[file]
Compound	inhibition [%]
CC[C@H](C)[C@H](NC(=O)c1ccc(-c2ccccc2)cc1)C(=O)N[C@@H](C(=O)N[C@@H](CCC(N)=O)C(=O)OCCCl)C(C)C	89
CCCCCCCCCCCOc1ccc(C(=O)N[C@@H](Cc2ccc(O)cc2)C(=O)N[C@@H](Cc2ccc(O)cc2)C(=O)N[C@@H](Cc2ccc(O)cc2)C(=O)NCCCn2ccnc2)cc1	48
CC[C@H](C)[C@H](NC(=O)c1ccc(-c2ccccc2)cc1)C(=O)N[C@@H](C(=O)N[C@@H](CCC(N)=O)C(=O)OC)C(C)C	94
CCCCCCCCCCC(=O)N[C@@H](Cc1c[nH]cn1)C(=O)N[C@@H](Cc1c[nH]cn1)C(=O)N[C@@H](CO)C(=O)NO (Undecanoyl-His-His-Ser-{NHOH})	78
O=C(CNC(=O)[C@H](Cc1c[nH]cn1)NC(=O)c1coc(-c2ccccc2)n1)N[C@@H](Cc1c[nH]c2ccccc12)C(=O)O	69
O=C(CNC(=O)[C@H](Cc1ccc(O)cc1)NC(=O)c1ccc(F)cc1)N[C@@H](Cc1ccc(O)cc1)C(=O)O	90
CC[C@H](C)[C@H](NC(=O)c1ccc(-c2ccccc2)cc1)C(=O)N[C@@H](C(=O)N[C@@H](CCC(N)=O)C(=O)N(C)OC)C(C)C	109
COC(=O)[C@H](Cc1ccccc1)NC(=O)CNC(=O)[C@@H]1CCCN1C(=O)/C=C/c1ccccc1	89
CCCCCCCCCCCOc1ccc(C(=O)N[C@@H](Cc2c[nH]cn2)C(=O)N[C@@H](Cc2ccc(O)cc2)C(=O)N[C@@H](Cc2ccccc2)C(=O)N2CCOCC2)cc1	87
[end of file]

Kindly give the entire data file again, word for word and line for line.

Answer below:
Compound	inhibition [%]
CC[C@H](C)[C@H](NC(=O)c1ccc(-c2ccccc2)cc1)C(=O)N[C@@H](C(=O)N[C@@H](CCC(N)=O)C(=O)OCCCl)C(C)C	89
CCCCCCCCCCCOc1ccc(C(=O)N[C@@H](Cc2ccc(O)cc2)C(=O)N[C@@H](Cc2ccc(O)cc2)C(=O)N[C@@H](Cc2ccc(O)cc2)C(=O)NCCCn2ccnc2)cc1	48
CC[C@H](C)[C@H](NC(=O)c1ccc(-c2ccccc2)cc1)C(=O)N[C@@H](C(=O)N[C@@H](CCC(N)=O)C(=O)OC)C(C)C	94
CCCCCCCCCCC(=O)N[C@@H](Cc1c[nH]cn1)C(=O)N[C@@H](Cc1c[nH]cn1)C(=O)N[C@@H](CO)C(=O)NO (Undecanoyl-His-His-Ser-{NHOH})	78
O=C(CNC(=O)[C@H](Cc1c[nH]cn1)NC(=O)c1coc(-c2ccccc2)n1)N[C@@H](Cc1c[nH]c2ccccc12)C(=O)O	69
O=C(CNC(=O)[C@H](Cc1ccc(O)cc1)NC(=O)c1ccc(F)cc1)N[C@@H](Cc1ccc(O)cc1)C(=O)O	90
CC[C@H](C)[C@H](NC(=O)c1ccc(-c2ccccc2)cc1)C(=O)N[C@@H](C(=O)N[C@@H](CCC(N)=O)C(=O)N(C)OC)C(C)C	109
COC(=O)[C@H](Cc1ccccc1)NC(=O)CNC(=O)[C@@H]1CCCN1C(=O)/C=C/c1ccccc1	89
CCCCCCCCCCCOc1ccc(C(=O)N[C@@H](Cc2c[nH]cn2)C(=O)N[C@@H](Cc2ccc(O)cc2)C(=O)N[C@@H](Cc2ccccc2)C(=O)N2CCOCC2)cc1	87